You are a muse to Tom Ford… Well, first and foremost we are friends. We met in Paris a long time ago. We had a similar upbringing and we both love the West. I often visit him in Santa Fe. I once walked in his fashion show where he used different types of women of different ages. It was so much fun and he gave me an outrageous outfit with lots of jewelry—all the things I love.

What do you love most about your home? I bought this house because of the garden. I always wanted a small house in a big garden instead of a big house with no garden. I never understood why people wouldn’t want that. My house and garden are constantly evolving. Los Angeles is so much about outdoor living and there are no rules. Anything goes.

Where was your last vacation? This week with friends in a 1950s trailer on the beach in Point Dume, Malibu, hanging out in tide pools for hours.

Where will your next vacation be? Wyoming to see my family.

The thing you can’t travel without? I always carry my colorful, nineteenth-century, tie-dyed lawon (Indonesian shawl) to use as a scarf. It’s beautiful, keeps my neck warm, and wards off evil with its colors.

Plane, train, or automobile? Well, it’s a bummer that passenger trains don’t work in the US anymore. I’d choose a plane for work and an automobile to see the landscape, think, and daydream.

The people you’d most like to sit next to on a long-haul flight Besides no one: anyone that doesn’t talk.

What is your in-flight ritual? I have my headphones, my laptop and hard drive to edit with, and all the New Yorker magazines I have not read.

The language you wish you spoke? Spanish.

When were you happiest on the road? Driving through Wyoming in the fall with the trees turning, no one on the road, animals everywhere—elk, antelope, eagles, wolves, bears—there’s just so much beauty you can’t even handle it.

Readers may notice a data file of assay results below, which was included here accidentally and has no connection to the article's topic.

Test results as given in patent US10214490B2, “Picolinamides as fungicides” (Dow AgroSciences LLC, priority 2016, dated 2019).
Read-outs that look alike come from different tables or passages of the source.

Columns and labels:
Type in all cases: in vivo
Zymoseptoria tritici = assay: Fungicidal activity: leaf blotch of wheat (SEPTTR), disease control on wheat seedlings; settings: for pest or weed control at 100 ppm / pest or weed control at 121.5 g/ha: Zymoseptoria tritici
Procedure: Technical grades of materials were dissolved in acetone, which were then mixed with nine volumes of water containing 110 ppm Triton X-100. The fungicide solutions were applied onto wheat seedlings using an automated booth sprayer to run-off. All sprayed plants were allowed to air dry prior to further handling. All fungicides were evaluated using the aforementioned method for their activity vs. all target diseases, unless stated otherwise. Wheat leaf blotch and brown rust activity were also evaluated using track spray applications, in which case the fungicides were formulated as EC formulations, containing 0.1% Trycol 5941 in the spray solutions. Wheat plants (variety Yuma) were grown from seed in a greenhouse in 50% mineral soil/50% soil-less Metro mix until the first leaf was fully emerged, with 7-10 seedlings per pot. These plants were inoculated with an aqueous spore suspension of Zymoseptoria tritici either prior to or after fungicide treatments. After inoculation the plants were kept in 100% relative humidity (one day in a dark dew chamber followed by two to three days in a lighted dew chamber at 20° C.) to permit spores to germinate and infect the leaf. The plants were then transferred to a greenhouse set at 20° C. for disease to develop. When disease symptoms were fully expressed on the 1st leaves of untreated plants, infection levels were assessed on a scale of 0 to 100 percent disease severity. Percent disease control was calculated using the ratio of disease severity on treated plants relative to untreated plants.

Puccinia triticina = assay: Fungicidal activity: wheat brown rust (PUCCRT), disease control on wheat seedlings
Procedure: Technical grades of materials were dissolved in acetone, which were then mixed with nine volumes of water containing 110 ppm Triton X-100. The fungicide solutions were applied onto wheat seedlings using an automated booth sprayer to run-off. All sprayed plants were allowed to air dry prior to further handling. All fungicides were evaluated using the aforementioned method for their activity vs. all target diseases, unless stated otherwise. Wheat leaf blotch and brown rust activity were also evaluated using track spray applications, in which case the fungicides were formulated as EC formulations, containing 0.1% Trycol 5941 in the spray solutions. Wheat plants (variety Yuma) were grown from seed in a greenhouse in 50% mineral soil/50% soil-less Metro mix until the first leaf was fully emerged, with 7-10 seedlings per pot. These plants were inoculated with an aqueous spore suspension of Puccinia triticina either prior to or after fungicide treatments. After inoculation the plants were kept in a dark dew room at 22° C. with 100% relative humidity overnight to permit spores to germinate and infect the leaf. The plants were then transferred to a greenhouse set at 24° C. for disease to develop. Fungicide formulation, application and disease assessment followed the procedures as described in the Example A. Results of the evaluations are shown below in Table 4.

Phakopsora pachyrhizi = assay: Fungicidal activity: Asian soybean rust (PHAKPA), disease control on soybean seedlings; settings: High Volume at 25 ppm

Desert island or downtown? A desert island near a downtown to have the yin and the yang.

If you could live at any hotel, which would it be? I think it’s a hotel I haven’t found yet. An indoor-outdoor room that looks out to nature, with the doors and windows open, room service, an amazing bathroom, and a hot spring.

What is your room service indulgence? Blueberry pancakes for breakfast.

The strangest place you’ve spent a night? The Grand Canyon under the stars.

What is your favorite market? The Wednesday farmers’ market in Santa Monica and the Rose Bowl flea market in Los Angeles.

If you could travel to any place in any epoch, which would it be? I would love to see James Brown at the Boston Garden in 1968, Aretha Franklin at the Fillmore West in San Francisco in 1971, and a Ziggy Stardust concert anywhere in the 1970s.

What are the show-off spots in your hometown? The Cheyenne Frontier Days rodeo festival in Wyoming.

Which places would you happily spend a weekend, a week, a month, and a year? Weekend: The Esalen Institute along Big Sur in California.
Week: Inverness in Northern California.
Month: Sheridan, Wyoming.
Year: Kyoto, Japan.

Your biggest extravagance on the road? Buying antiques and vintage-hunting.

Describe a memorable meal from your travels. In the Therme Vals spa hotel in Switzerland where everything is farm-to-table; you can even hear the cowbells as you eat your yogurt and cheese.

Travel hell is? Missing a flight.

Where are you ashamed that you’ve never been? Germany.

Three favorite stores on earth? Shiprock Santa Fe gallery, Mahnaz Collection antique jewelers in Manhattan, and any indigo store in Tokyo.

Most treasured travel memento? My giant lacquer bowl I had to buy a seat on plane for from Kyoto, made by a generational lacquer master.

Why do you travel? To change my eye and my brain.

Cordula Reyer